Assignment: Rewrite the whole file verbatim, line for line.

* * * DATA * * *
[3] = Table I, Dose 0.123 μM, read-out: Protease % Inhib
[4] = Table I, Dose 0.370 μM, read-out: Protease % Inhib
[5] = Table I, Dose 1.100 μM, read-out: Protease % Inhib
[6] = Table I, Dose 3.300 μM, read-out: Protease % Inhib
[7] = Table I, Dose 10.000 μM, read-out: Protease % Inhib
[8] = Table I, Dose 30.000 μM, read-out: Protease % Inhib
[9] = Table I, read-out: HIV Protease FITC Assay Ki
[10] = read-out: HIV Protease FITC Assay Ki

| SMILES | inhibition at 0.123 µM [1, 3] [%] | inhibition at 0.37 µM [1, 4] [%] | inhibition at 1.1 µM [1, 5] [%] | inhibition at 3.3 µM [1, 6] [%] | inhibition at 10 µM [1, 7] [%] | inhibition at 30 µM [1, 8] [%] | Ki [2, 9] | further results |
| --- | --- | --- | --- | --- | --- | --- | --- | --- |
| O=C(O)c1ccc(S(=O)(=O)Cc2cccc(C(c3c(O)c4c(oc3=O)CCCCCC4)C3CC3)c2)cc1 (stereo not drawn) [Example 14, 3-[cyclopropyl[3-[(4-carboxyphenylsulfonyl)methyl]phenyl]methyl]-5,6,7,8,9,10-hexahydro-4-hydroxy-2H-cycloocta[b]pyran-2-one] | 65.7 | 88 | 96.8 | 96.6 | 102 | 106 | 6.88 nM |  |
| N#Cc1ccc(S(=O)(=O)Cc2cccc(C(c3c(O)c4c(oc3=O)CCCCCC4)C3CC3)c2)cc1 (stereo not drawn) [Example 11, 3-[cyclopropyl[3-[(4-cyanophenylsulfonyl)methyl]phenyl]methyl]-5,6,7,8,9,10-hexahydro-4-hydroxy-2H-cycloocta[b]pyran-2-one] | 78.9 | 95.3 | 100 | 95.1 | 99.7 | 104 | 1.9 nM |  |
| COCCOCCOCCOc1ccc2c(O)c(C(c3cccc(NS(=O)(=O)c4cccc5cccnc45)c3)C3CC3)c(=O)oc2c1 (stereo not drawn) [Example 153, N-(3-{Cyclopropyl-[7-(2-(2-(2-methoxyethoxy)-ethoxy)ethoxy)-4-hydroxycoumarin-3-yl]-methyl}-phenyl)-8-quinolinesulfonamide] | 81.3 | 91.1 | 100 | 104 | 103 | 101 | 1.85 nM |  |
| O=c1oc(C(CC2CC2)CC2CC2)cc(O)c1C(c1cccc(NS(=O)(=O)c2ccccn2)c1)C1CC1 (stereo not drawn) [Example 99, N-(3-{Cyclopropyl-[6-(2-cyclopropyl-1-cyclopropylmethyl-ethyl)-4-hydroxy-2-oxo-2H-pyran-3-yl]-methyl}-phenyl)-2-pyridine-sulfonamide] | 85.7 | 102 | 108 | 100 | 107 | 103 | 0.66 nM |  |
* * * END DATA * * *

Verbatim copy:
[3] = Table I, Dose 0.123 μM, read-out: Protease % Inhib
[4] = Table I, Dose 0.370 μM, read-out: Protease % Inhib
[5] = Table I, Dose 1.100 μM, read-out: Protease % Inhib
[6] = Table I, Dose 3.300 μM, read-out: Protease % Inhib
[7] = Table I, Dose 10.000 μM, read-out: Protease % Inhib
[8] = Table I, Dose 30.000 μM, read-out: Protease % Inhib
[9] = Table I, read-out: HIV Protease FITC Assay Ki
[10] = read-out: HIV Protease FITC Assay Ki

| SMILES | inhibition at 0.123 µM [1, 3] [%] | inhibition at 0.37 µM [1, 4] [%] | inhibition at 1.1 µM [1, 5] [%] | inhibition at 3.3 µM [1, 6] [%] | inhibition at 10 µM [1, 7] [%] | inhibition at 30 µM [1, 8] [%] | Ki [2, 9] | further results |
| --- | --- | --- | --- | --- | --- | --- | --- | --- |
| O=C(O)c1ccc(S(=O)(=O)Cc2cccc(C(c3c(O)c4c(oc3=O)CCCCCC4)C3CC3)c2)cc1 (stereo not drawn) [Example 14, 3-[cyclopropyl[3-[(4-carboxyphenylsulfonyl)methyl]phenyl]methyl]-5,6,7,8,9,10-hexahydro-4-hydroxy-2H-cycloocta[b]pyran-2-one] | 65.7 | 88 | 96.8 | 96.6 | 102 | 106 | 6.88 nM |  |
| N#Cc1ccc(S(=O)(=O)Cc2cccc(C(c3c(O)c4c(oc3=O)CCCCCC4)C3CC3)c2)cc1 (stereo not drawn) [Example 11, 3-[cyclopropyl[3-[(4-cyanophenylsulfonyl)methyl]phenyl]methyl]-5,6,7,8,9,10-hexahydro-4-hydroxy-2H-cycloocta[b]pyran-2-one] | 78.9 | 95.3 | 100 | 95.1 | 99.7 | 104 | 1.9 nM |  |
| COCCOCCOCCOc1ccc2c(O)c(C(c3cccc(NS(=O)(=O)c4cccc5cccnc45)c3)C3CC3)c(=O)oc2c1 (stereo not drawn) [Example 153, N-(3-{Cyclopropyl-[7-(2-(2-(2-methoxyethoxy)-ethoxy)ethoxy)-4-hydroxycoumarin-3-yl]-methyl}-phenyl)-8-quinolinesulfonamide] | 81.3 | 91.1 | 100 | 104 | 103 | 101 | 1.85 nM |  |
| O=c1oc(C(CC2CC2)CC2CC2)cc(O)c1C(c1cccc(NS(=O)(=O)c2ccccn2)c1)C1CC1 (stereo not drawn) [Example 99, N-(3-{Cyclopropyl-[6-(2-cyclopropyl-1-cyclopropylmethyl-ethyl)-4-hydroxy-2-oxo-2H-pyran-3-yl]-methyl}-phenyl)-2-pyridine-sulfonamide] | 85.7 | 102 | 108 | 100 | 107 | 103 | 0.66 nM |  |